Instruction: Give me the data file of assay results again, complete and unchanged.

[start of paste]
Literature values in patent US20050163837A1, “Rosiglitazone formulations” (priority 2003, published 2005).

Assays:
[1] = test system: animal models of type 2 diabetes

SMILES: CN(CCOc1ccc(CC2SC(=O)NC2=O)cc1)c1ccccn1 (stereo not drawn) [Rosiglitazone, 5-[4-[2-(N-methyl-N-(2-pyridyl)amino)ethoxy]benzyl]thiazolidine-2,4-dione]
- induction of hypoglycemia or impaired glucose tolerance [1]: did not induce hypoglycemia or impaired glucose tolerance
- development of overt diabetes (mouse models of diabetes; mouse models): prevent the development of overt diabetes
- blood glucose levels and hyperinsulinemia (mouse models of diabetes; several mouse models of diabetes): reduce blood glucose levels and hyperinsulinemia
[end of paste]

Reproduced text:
Literature values in patent US20050163837A1, “Rosiglitazone formulations” (priority 2003, published 2005).

Assays:
[1] = test system: animal models of type 2 diabetes

SMILES: CN(CCOc1ccc(CC2SC(=O)NC2=O)cc1)c1ccccn1 (stereo not drawn) [Rosiglitazone, 5-[4-[2-(N-methyl-N-(2-pyridyl)amino)ethoxy]benzyl]thiazolidine-2,4-dione]
- induction of hypoglycemia or impaired glucose tolerance [1]: did not induce hypoglycemia or impaired glucose tolerance
- development of overt diabetes (mouse models of diabetes; mouse models): prevent the development of overt diabetes
- blood glucose levels and hyperinsulinemia (mouse models of diabetes; several mouse models of diabetes): reduce blood glucose levels and hyperinsulinemia